It has always been our plan and our intention to preserve and enhance racing here if we are successful in earning a license to develop a world-class destination resort. We have no plans to move the racetrack itself and will continue to pursue options that allow us to preserve our 78-year legacy of Thoroughbred racing here. Opponents have suggested that we would have to close the track to accommodate a gaming facility on the Revere portion of the property. This, like many other of their distortions, is simply not true.
With the new circumstances of having to site the resort entirely on the Revere portion of our property, we are looking at alternative sites for the current barn area. In our prior proposal, the gaming and racing facilities were integrated. Now, they must be separate. I met with representatives of the New England Horsemen’s Benevolent and Protective Association and the Massachusetts Thoroughbred Breeders Association this past week to brief them on this very topic.
Make no mistake about it, the “no” vote in East Boston puts the future of racing here very much in doubt. In addition to the 350 jobs at Suffolk Downs during the racing season, there are hundreds of decent, hard-working people who make their living in some way taking care of the horses that are stabled here from April to November, along with hundreds more whose businesses are supported by racing. Owners, breeders, trainers, jockeys, exercise riders, grooms, stable hands, blacksmiths, feed and tack suppliers, veterinarians -- these people depend on racing to put food on their tables.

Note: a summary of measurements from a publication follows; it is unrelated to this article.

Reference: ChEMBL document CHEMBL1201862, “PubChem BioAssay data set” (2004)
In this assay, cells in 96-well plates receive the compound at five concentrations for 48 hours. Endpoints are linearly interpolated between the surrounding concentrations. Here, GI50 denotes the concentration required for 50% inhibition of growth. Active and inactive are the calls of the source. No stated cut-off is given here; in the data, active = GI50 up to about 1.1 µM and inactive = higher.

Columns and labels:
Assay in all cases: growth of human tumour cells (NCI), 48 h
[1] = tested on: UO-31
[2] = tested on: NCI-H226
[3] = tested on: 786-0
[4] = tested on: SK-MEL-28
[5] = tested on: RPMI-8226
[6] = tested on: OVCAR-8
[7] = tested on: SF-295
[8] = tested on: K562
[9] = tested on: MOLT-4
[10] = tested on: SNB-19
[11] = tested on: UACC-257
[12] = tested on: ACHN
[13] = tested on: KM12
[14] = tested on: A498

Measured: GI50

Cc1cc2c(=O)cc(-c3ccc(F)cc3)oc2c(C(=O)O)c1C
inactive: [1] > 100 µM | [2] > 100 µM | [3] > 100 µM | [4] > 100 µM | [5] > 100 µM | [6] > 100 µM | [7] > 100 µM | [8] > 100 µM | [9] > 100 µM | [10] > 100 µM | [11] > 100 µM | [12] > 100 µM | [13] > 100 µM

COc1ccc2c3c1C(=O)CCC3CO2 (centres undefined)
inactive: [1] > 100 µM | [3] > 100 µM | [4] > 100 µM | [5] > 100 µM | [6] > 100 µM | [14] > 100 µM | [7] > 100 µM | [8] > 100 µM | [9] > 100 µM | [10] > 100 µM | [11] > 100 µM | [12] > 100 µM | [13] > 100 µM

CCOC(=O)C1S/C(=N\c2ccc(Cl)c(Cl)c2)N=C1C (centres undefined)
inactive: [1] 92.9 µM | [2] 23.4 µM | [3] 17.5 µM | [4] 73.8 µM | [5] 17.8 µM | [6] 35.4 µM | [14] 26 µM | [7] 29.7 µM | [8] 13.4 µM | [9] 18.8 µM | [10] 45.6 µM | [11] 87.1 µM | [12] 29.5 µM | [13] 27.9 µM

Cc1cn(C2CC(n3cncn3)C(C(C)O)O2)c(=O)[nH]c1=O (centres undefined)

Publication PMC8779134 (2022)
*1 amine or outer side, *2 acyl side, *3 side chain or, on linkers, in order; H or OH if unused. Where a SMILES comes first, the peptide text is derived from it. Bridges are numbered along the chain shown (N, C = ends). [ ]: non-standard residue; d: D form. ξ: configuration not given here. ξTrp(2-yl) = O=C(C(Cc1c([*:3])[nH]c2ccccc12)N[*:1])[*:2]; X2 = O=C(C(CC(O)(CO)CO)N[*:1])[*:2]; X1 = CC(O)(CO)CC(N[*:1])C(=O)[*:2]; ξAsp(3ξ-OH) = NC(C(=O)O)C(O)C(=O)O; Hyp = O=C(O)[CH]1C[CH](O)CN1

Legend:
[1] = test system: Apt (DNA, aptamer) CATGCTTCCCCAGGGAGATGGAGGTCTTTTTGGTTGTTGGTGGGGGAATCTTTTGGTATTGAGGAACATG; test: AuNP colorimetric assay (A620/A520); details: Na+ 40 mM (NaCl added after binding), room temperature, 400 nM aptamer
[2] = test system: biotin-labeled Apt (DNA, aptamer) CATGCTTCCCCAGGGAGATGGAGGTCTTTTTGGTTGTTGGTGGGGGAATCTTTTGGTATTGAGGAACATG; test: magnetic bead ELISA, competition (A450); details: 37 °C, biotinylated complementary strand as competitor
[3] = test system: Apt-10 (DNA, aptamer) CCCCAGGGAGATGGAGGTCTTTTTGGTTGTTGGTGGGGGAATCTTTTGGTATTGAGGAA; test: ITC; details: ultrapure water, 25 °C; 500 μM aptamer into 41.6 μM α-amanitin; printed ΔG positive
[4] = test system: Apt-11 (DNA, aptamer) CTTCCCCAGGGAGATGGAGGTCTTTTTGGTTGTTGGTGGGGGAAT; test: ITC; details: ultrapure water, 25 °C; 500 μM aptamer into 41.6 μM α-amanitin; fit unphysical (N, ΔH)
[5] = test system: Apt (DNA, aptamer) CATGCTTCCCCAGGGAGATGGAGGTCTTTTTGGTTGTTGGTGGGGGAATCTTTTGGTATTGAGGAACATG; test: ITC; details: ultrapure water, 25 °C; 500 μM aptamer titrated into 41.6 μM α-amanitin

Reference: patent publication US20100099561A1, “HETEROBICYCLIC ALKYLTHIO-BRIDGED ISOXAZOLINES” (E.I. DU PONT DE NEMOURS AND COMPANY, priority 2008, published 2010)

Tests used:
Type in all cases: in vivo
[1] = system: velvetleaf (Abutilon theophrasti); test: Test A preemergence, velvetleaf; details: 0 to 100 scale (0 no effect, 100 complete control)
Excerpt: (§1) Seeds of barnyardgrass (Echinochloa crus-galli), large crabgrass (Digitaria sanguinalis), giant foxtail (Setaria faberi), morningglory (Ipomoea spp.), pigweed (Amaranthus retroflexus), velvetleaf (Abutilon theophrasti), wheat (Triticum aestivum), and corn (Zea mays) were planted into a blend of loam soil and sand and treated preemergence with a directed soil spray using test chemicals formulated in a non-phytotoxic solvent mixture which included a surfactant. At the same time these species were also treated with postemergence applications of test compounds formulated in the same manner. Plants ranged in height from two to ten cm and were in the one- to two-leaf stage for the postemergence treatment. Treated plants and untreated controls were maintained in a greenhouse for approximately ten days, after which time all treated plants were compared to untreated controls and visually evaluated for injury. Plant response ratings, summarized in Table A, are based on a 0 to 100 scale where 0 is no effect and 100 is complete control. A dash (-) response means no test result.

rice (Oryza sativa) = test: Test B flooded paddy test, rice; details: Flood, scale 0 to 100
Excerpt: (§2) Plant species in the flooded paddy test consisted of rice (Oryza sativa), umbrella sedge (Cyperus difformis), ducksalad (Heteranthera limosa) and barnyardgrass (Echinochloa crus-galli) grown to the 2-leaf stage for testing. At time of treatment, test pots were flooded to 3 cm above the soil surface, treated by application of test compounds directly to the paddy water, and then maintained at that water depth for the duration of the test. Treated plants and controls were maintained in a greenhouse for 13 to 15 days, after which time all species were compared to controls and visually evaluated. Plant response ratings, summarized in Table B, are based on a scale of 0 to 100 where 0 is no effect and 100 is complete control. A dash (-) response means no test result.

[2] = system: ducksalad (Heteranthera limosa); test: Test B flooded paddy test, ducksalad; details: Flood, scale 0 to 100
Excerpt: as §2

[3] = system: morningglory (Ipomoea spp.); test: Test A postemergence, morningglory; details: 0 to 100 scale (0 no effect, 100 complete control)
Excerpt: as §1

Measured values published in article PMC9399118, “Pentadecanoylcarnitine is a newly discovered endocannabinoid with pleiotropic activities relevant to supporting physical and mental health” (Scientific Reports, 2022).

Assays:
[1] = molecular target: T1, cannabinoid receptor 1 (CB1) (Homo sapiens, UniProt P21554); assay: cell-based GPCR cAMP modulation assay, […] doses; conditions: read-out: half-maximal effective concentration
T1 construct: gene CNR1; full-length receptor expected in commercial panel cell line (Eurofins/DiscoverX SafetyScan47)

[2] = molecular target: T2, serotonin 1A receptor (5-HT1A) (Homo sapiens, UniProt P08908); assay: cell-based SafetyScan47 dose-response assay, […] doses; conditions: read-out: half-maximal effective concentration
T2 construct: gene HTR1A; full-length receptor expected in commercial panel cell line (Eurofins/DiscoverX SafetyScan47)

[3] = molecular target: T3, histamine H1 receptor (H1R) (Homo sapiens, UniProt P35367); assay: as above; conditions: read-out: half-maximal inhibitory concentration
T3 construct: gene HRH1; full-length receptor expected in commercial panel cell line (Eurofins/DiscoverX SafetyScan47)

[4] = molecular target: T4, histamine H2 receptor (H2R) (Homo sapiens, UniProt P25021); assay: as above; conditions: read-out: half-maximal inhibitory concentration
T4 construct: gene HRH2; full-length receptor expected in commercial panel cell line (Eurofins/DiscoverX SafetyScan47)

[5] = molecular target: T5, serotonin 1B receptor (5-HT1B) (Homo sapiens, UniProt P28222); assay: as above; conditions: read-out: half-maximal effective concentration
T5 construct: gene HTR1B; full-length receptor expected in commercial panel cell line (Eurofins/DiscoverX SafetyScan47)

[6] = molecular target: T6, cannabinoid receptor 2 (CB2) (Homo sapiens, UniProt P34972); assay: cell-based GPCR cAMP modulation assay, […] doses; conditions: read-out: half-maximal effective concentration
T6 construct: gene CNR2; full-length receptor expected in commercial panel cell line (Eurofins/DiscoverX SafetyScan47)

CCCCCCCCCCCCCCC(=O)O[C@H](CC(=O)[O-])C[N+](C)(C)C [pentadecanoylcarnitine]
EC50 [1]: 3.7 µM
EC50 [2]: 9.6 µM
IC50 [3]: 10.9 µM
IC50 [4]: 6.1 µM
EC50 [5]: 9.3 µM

A report by Christiansen Capital Advisors that we commissioned as part of our application process estimates 1,486 jobs supported by the Thoroughbred industry in the Commonwealth and that number could more than double if we are successful in earning a gaming license -- that does not include the thousands of good jobs that would be created at the gaming facility itself.
Our commitment to Thoroughbred racing and the people whose livelihoods depend on it has not wavered and we are continuing to work to keep Suffolk Downs -- the last remaining Thoroughbred racetrack in New England -- going.